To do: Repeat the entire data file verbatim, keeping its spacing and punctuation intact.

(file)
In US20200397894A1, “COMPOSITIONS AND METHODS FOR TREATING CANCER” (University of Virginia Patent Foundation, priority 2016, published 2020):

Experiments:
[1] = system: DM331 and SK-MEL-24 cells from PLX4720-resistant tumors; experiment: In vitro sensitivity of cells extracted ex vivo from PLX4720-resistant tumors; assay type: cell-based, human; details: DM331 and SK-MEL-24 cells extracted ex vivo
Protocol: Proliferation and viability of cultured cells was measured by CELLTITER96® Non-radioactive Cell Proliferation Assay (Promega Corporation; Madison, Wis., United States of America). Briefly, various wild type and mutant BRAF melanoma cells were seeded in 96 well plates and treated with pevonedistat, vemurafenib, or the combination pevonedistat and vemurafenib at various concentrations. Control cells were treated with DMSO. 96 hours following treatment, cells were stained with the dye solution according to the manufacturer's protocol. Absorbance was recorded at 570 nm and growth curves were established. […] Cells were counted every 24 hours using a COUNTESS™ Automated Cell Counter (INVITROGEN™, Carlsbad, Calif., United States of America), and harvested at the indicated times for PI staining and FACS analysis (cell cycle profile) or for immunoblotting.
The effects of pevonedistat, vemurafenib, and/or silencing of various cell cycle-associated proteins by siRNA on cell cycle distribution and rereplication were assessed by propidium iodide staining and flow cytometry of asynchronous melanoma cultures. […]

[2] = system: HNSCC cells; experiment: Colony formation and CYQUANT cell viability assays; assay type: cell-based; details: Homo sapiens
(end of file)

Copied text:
In US20200397894A1, “COMPOSITIONS AND METHODS FOR TREATING CANCER” (University of Virginia Patent Foundation, priority 2016, published 2020):

Experiments:
[1] = system: DM331 and SK-MEL-24 cells from PLX4720-resistant tumors; experiment: In vitro sensitivity of cells extracted ex vivo from PLX4720-resistant tumors; assay type: cell-based, human; details: DM331 and SK-MEL-24 cells extracted ex vivo
Protocol: Proliferation and viability of cultured cells was measured by CELLTITER96® Non-radioactive Cell Proliferation Assay (Promega Corporation; Madison, Wis., United States of America). Briefly, various wild type and mutant BRAF melanoma cells were seeded in 96 well plates and treated with pevonedistat, vemurafenib, or the combination pevonedistat and vemurafenib at various concentrations. Control cells were treated with DMSO. 96 hours following treatment, cells were stained with the dye solution according to the manufacturer's protocol. Absorbance was recorded at 570 nm and growth curves were established. […] Cells were counted every 24 hours using a COUNTESS™ Automated Cell Counter (INVITROGEN™, Carlsbad, Calif., United States of America), and harvested at the indicated times for PI staining and FACS analysis (cell cycle profile) or for immunoblotting.
The effects of pevonedistat, vemurafenib, and/or silencing of various cell cycle-associated proteins by siRNA on cell cycle distribution and rereplication were assessed by propidium iodide staining and flow cytometry of asynchronous melanoma cultures. […]

[2] = system: HNSCC cells; experiment: Colony formation and CYQUANT cell viability assays; assay type: cell-based; details: Homo sapiens